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June 27 2022

Commentary by Eoin Treacy

Video commentary for June 27th 2022

June 27 2022

Commentary by Eoin Treacy

China Stocks Approach Bull Market as Investors Catch Up on Gains

This article from Bloomberg may be of interest to subscribers. Here is a section:

Adding to a growing number of market participants turning more positive on Chinese shares, abrdn plc’s regional chairman Hugh Young said they look to be the best home for fresh money in Asia amid a tough investment environment.

“We are inclined to put more money into China again, depends on the portfolio,” Young said in an interview on Monday, adding that the firm underweights the country’s shares in portfolios. “It’s very hard to be super bullish about anything at the moment” but valuations in China are reasonable and the investing landscape could improve.

Deutsche Bank AG’s private bank global chief investment officer Christian Nolting said last week he was considering turning overweight on Chinese stocks and Morgan Stanley, Bank of America and Jefferies Financial Group all ramped up bullish commentary this month.

Eoin Treacy's view

Xi Jinping’s statement that China will hit its growth target has been greeted with enthusiasm by investors. While COVID zero represents a challenge for growth, it increases the potential more liquidity will be made available. At present concerns about further inflating asset bubbles are on being downplayed.

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June 27 2022

Commentary by Eoin Treacy

Do U Dare to Dream?

Thanks to a subscriber for this report focusing on uranium, from BMO, which may be of interest to subscribers. Here is a section:

Playing Into a Number of Pertinent Thematics: The global push for energy independence following Russia’s invasion of Ukraine has provided a tailwind for uranium expectations, as nuclear build-outs are back in vogue. The role of uranium, and wider nuclear technology, in a low-carbon global economy is becoming ever clearer and is driving significant research and development into the next generation of technologies, just as happened with solar power around 2010. Given this pathway, we believe the uranium price will ultimately have to rise to necessary levels to stimulate the increased production required to match growing demand needs; hence, we have increased out L/T price to US$58/lb, from US$50/lb. Furthermore, government strategy in the U.S., potential Chinese exports of the Hualong reactor technology and development of small modular reactors (SMRs) all have potential to see demand surprise on the upside relative to our base case.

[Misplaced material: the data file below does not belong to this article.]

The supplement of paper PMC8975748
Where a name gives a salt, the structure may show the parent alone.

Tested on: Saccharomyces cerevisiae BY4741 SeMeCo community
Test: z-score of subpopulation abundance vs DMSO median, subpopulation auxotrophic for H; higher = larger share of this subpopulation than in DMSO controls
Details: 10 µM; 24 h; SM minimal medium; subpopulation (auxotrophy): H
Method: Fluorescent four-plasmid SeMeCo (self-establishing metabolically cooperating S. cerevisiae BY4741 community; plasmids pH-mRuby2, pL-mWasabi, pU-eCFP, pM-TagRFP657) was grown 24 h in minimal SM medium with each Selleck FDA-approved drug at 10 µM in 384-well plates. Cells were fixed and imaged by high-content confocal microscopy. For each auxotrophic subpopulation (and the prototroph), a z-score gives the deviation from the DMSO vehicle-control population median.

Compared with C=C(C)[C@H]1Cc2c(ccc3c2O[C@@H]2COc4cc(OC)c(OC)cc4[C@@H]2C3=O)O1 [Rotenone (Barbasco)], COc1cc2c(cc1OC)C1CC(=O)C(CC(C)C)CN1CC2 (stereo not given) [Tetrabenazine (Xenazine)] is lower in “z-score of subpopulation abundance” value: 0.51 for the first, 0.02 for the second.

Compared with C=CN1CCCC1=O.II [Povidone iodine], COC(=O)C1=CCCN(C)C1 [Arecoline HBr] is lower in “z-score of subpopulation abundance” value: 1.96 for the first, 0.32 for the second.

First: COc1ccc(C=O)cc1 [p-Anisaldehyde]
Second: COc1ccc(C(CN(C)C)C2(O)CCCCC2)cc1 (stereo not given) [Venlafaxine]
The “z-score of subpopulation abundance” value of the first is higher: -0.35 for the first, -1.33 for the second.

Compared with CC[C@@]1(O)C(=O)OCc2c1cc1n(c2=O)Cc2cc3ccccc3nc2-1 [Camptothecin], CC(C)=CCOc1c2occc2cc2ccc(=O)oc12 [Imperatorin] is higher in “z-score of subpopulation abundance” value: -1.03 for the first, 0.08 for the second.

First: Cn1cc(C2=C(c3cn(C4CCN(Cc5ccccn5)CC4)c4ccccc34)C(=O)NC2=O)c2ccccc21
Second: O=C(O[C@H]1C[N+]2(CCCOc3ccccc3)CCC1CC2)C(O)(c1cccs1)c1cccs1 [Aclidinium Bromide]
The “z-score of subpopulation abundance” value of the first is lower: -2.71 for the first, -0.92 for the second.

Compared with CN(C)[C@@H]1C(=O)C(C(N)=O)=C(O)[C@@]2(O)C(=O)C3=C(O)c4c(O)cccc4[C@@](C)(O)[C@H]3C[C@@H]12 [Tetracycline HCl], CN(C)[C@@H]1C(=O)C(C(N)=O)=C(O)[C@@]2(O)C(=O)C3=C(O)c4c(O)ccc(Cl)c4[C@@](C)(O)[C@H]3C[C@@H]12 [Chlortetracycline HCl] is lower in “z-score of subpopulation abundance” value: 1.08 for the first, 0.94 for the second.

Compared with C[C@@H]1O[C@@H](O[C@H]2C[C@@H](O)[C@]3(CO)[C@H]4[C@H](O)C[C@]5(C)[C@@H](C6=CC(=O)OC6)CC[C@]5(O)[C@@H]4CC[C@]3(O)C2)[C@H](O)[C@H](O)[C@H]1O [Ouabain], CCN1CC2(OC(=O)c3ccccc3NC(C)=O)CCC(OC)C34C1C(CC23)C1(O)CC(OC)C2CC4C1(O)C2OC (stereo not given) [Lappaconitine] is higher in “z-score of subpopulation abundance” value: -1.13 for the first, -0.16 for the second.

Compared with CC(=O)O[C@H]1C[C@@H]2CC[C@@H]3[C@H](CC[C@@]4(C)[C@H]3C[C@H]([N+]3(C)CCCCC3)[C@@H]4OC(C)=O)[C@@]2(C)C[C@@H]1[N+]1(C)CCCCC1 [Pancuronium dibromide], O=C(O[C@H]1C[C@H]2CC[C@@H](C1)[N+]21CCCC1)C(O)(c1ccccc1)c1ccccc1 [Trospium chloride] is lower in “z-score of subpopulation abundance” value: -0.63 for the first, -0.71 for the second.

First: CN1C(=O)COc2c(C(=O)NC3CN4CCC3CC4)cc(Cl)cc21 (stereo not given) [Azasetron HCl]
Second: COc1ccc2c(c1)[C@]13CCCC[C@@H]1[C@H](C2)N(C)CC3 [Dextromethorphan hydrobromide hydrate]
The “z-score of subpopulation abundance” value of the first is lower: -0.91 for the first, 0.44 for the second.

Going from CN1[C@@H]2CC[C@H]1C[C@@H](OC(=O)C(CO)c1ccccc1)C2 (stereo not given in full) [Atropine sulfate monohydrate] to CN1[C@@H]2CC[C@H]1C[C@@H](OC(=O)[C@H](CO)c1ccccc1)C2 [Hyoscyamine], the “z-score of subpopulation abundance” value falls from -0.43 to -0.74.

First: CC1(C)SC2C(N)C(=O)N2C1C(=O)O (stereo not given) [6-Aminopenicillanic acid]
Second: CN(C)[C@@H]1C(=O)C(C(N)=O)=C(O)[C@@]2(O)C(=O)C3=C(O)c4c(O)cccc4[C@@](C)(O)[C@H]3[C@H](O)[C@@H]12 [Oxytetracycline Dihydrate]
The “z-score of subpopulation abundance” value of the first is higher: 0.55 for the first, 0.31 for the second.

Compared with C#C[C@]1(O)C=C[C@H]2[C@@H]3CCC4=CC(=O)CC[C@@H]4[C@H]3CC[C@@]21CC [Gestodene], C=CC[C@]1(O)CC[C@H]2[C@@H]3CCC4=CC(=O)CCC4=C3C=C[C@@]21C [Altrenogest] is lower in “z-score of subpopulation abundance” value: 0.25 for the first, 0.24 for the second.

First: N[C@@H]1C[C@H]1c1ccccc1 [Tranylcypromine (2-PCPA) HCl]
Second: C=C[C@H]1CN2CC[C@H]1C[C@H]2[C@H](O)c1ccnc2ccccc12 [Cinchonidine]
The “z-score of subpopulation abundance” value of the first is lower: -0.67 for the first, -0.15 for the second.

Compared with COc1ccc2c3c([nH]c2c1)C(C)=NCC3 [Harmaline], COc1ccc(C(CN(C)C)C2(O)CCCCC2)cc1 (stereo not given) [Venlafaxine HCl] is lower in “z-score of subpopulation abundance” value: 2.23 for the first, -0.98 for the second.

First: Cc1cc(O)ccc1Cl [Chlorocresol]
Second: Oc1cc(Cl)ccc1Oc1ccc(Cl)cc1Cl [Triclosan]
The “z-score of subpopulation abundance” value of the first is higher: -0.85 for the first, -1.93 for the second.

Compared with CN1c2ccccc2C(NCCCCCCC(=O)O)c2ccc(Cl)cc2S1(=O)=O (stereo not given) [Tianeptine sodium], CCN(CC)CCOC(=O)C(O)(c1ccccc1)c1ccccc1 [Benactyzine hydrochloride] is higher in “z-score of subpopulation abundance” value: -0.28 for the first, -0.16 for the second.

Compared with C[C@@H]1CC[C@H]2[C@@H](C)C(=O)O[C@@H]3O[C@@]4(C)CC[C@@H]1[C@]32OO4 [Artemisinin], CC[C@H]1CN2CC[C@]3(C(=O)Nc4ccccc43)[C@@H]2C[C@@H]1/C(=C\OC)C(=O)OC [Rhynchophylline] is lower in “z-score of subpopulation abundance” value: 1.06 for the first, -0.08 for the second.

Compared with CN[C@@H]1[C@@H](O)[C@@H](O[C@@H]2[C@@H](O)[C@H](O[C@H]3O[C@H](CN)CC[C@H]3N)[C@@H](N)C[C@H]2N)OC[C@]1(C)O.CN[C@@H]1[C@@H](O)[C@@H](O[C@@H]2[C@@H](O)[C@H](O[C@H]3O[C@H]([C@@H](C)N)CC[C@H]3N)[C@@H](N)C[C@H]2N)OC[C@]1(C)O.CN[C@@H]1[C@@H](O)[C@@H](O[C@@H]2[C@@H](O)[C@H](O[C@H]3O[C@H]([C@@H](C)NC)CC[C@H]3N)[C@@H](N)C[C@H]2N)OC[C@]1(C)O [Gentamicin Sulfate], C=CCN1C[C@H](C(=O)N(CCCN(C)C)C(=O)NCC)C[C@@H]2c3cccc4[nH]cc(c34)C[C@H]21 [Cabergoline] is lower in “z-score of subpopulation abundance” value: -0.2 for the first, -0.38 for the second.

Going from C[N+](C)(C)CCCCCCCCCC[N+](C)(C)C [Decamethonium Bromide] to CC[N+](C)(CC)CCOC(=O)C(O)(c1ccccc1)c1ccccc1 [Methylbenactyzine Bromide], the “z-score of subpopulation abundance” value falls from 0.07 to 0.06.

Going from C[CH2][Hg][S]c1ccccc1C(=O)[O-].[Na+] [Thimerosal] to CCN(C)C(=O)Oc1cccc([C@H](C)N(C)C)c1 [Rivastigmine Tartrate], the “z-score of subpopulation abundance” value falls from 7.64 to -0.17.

Eoin Treacy's view

Sprott’s decision to enter the uranium market as a major buyer resulted in a major breakout in September 2021. The price quickly jumped from $11 to $20. Since then it has returned to unwind most of that advance.

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June 27 2022

Commentary by Eoin Treacy

The Return of Industrial Warfare

Thanks to a subscriber for this informative article by Alex Vershinin for RUSI (Royal United Services Institute for Defence and Security Studies). Here is a section:

Presently, the US is decreasing its artillery ammunition stockpiles. In 2020, artillery ammunition purchases decreased by 36% to $425 million. In 2022, the plan is to reduce expenditure on 155mm artillery rounds to $174 million. This is equivalent to 75,357 M795 basic ‘dumb’ rounds for regular artillery, 1,400 XM1113 rounds for the M777, and 1,046 XM1113 rounds for Extended Round Artillery Cannons. Finally, there are $75 million dedicated for Excalibur precision-guided munitions that costs $176K per round, thus totaling 426 rounds. In short, US annual artillery production would at best only last for 10 days to two weeks of combat in Ukraine. If the initial estimate of Russian shells fired is over by 50%, it would only extend the artillery supplied for three weeks.

And

The war in Ukraine demonstrates that war between peer or near-peer adversaries demands the existence of a technically advanced, mass scale, industrial-age production capability. The Russian onslaught consumes ammunition at rates that massively exceed US forecasts and ammunition production. For the US to act as the arsenal of democracy in defence of Ukraine, there must be a major look at the manner and the scale at which the US organises its industrial base. This situation is especially critical because behind the Russian invasion stands the world’s manufacturing capital – China. As the US begins to expend more and more of its stockpiles to keep Ukraine in the war, China has yet to provide any meaningful military assistance to Russia. The West must assume that China will not allow Russia to be defeated, especially due to a lack of ammunition. If competition between autocracies and democracies has really entered a military phase, then the arsenal of democracy must first radically improve its approach to the production of materiel in wartime.

Eoin Treacy's view

China’s stated aim is to “reunite” with Taiwan politically by whatever means are necessary. This article from Taiwan News, focusing on the Koumintang’s (pro-unity party) recent stated pro-US stance may be of interest. 

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June 27 2022

Commentary by Eoin Treacy